As features go, WSB2K1 is lacking (there is no Home Run Derby or Franchise mode) and aside from its above average create-a-player mode, there's nothing I haven't seen a hundred times before. The trade feature is also silly as it allows any trades to be performed regardless of the disparity -- I went through a good portion of the game with Barry Bonds, Ken Griffey Jr., and Mark McGwuire on my team, and all I had to do to get them was give up some relief pitchers. The other peeve I have is with the inability of the outfielders to throw anyone out at the plate. After seeing the hefty slugger, Mo Vaughn, chug around second and make it to home before Barry Bonds could chase down a ball and get it to homeplate -- this happened on more than one occasion -- I dropped the controller in frustration. This is not what I've come to expect from Sega Sports.
After playing through WSB2K1, I'm surprised this game was even released. Graphics aside, it is nowhere near the level of quality of past Sega Sports releases, and I would hardly call this a decent game if it came from any other developer. To be sure Sega wasn't misleading gamers, I checked the advertisements and press releases for the game and noticed WSB2K1 isn't heralded as a baseball sim so much as it is a fawning tribute to the great Pedro Martinez. In that regard, it is successful, as he is the most realistically represented of all the players in the game. But that doesn't excuse Sega for releasing a game that is obviously not ready for the big leagues.
Most critics (including Dale) have written off World Series Baseball 2K1 (WSB2K1) as a certifiable disaster, and it's hard not to see why. Most of their complaints are extremely valid. Extra modes and features are non-existent. The control response is horrid due to the over use of motion-capture. The lack of control over defensive fielding had me scratching my head twice as hard when you consider that the developers do a complete turn around on offense and expect players to unrealistically handle base-running with fine precision. I can barely describe how infuriating it is to work potential scoring runners on base only to get double or even triple-played constantly on the most routine fly-balls because runners take off with every crack of the bat. Even the old 8-bit baseball games like RBI Baseball and Baseball Stars had the wisdom and AI to have runners to hold-up or tag-up on pop-ups and potential sacrifice flies! And again this wouldn't be such an issue if the control to make runners return to base weren't so unresponsive.
Yet much to my own surprise, despite these usually unforgiving errors, I actually started to enjoy playing WSB2K1 after extended games. Chalk it up mainly to the pitcher/batter interface. There are going to be some obvious complaints like the ones that Dale made about the indistinguishable pitch selection and the lack of batter movement around the box. But there are also some really great positives to the system.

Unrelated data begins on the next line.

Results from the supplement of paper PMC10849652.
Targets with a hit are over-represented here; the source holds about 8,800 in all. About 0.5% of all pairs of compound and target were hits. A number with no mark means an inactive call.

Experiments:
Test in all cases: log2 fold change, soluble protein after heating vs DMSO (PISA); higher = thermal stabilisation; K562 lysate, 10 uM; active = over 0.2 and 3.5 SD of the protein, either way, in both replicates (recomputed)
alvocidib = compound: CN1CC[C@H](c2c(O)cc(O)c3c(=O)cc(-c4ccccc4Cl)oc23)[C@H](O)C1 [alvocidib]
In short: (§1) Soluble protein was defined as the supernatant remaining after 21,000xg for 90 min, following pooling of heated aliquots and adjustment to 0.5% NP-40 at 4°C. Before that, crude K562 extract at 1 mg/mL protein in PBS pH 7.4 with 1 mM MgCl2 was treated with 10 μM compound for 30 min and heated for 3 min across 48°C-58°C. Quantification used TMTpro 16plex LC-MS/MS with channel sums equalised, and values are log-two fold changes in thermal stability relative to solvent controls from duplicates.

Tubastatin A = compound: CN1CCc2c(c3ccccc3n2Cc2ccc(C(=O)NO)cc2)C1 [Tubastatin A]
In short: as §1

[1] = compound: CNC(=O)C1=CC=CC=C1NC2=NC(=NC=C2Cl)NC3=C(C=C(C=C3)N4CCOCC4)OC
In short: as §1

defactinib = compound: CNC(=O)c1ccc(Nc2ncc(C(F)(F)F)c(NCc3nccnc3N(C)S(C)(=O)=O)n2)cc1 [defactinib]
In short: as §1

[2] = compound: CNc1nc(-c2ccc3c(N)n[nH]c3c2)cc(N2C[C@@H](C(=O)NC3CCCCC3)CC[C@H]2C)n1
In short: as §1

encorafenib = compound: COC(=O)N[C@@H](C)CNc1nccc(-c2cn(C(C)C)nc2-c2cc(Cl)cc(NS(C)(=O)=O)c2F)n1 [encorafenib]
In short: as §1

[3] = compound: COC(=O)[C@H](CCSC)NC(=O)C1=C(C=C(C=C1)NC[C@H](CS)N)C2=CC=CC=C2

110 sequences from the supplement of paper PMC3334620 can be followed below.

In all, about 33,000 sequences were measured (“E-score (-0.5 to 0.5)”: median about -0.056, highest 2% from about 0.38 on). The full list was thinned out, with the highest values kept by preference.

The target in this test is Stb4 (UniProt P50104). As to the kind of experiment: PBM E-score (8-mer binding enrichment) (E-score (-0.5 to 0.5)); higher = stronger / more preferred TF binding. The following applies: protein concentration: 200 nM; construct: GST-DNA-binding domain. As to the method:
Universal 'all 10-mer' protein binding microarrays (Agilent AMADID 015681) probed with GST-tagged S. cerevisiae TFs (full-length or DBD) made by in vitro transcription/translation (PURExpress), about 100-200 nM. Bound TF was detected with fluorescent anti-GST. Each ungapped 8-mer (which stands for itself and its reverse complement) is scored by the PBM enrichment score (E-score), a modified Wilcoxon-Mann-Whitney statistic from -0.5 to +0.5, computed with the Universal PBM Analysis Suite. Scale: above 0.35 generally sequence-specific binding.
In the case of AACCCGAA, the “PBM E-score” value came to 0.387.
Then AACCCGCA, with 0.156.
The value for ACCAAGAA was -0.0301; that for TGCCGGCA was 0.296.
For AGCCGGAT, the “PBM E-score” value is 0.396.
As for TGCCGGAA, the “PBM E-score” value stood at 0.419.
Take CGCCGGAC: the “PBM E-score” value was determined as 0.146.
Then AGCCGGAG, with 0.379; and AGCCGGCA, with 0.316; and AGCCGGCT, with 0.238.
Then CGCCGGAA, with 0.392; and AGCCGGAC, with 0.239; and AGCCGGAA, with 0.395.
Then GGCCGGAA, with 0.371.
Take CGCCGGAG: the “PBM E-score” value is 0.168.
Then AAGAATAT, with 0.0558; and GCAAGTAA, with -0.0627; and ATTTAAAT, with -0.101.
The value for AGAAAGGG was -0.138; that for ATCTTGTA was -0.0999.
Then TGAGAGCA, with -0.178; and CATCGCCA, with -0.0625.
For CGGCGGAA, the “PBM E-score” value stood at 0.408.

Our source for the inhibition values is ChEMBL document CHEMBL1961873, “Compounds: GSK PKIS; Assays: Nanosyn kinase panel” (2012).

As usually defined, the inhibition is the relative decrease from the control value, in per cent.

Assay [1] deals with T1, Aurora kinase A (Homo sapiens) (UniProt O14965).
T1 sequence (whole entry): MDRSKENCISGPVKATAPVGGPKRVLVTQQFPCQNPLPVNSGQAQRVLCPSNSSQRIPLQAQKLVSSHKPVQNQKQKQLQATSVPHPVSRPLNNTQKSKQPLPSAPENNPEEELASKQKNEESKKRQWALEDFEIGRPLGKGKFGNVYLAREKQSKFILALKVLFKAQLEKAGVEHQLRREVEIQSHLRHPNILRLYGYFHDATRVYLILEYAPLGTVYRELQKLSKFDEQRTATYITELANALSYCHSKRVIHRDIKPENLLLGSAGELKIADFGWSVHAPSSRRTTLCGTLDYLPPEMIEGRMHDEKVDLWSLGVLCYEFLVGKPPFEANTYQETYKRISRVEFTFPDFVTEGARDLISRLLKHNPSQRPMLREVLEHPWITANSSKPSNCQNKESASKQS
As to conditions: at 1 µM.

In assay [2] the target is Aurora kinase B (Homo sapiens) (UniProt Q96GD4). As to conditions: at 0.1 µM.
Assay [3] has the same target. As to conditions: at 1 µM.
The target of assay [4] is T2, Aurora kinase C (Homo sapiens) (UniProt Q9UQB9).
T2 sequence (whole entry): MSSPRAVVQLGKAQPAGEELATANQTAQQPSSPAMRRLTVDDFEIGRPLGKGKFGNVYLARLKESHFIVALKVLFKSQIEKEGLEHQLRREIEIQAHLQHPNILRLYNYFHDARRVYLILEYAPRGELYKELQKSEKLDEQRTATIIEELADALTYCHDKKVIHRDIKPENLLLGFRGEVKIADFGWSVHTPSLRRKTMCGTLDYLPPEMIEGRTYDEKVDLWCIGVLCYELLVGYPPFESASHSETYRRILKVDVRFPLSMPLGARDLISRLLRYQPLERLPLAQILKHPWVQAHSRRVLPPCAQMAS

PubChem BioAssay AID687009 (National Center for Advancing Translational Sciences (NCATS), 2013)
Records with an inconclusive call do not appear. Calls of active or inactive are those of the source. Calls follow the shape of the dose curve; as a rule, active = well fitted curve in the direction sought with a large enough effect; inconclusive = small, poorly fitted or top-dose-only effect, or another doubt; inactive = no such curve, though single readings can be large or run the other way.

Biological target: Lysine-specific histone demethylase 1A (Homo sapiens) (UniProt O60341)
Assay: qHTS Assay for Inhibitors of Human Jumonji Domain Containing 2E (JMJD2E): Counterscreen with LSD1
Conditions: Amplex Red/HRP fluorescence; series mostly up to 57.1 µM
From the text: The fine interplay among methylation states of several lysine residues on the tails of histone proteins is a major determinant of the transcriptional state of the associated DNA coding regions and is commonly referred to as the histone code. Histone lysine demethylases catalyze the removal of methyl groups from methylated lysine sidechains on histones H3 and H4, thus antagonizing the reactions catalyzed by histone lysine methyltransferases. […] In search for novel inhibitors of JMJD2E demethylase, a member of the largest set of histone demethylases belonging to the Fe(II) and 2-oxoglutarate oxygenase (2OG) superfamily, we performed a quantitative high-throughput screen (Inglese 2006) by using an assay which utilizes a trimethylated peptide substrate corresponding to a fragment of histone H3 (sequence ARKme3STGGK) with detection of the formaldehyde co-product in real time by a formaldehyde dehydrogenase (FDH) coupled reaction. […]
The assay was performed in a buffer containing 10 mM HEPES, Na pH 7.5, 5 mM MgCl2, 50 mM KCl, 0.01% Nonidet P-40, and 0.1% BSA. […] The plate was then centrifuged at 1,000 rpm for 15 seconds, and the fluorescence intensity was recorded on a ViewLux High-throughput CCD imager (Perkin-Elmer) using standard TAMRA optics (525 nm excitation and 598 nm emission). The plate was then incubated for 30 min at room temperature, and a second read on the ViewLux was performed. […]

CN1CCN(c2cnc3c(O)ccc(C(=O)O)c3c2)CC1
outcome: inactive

For one, I liked how I had minimal control over the location of my pitches after release, which felt natural. There isn't any overly mechanical pitching crosshair to give away the position of the pitch, and the inclusion of a charging power meter that must be timed for each pitch made a lot of sense (throw a fastball or curve without the proper juice, and you can expect batters to smack it out of the park). The batting interface was similar in that I felt like I was in control of my swing. Making contact with pitches seems a bit difficult at first, but for those who take the time to read pitches and observe placement, batting becomes a rewarding contest at the plate.
What I enjoyed most about the pitcher/batter interface was that each match-up at the plate was a hard-fought battle that I had to earn. I liked trying to throw strikes and eventually nicking the corner of a strike zone for the out after multiple pitches. I liked how as a batter I needed to work the count and chip away at pitches to stay alive. WSB2K1 screws up most other aspects of the game, but the pitcher/batter interface worked for me.
Actually there are a couple of other positives to the WSB2K1. Most obviously are the graphics (which could be a double-edged sword with the camera-angles and motion-capture) and audio presentation, but the other thing the developers got right was that both the physics and scores stay realistic. The lack of fielding control may be the main reason, but for those hardcore fanatics who hate getting gunned out at first base from what should be a line-drive single into outfield or overly ridiculous double digit scores, WSB2K1 manages to keep things on the up and up.
Unfortunately, the positives that I mentioned are not nearly enough for me to recommend WSB2K1 wholeheartedly, but I didn't find the game totally unredeeming like most other critics and gamers. Make no mistake; this isn't a revolutionary sports title, a dream simulation or even an arcade-style romp. WSB2K1 is a decent baseball game with some good qualities with just as many, if not more, bad ones.
Baseball purists will not like this game. It has player stats and updated team rosters, but the non-interactive gameplay and its dearth of features make it one to pass up.
Arcade baseball fans may prefer this game's less cerebral approach to the game, but it is such a poor game, I can't even recommend it to its core audience.
Dreamcast owners have nowhere else to go if they want a baseball game on their console, although I would suggest they buckle down and pick up Acclaim's All-Star Baseball 2001 on the Nintendo 64 or EA Sports' Triple Play 2001 on the PlayStation.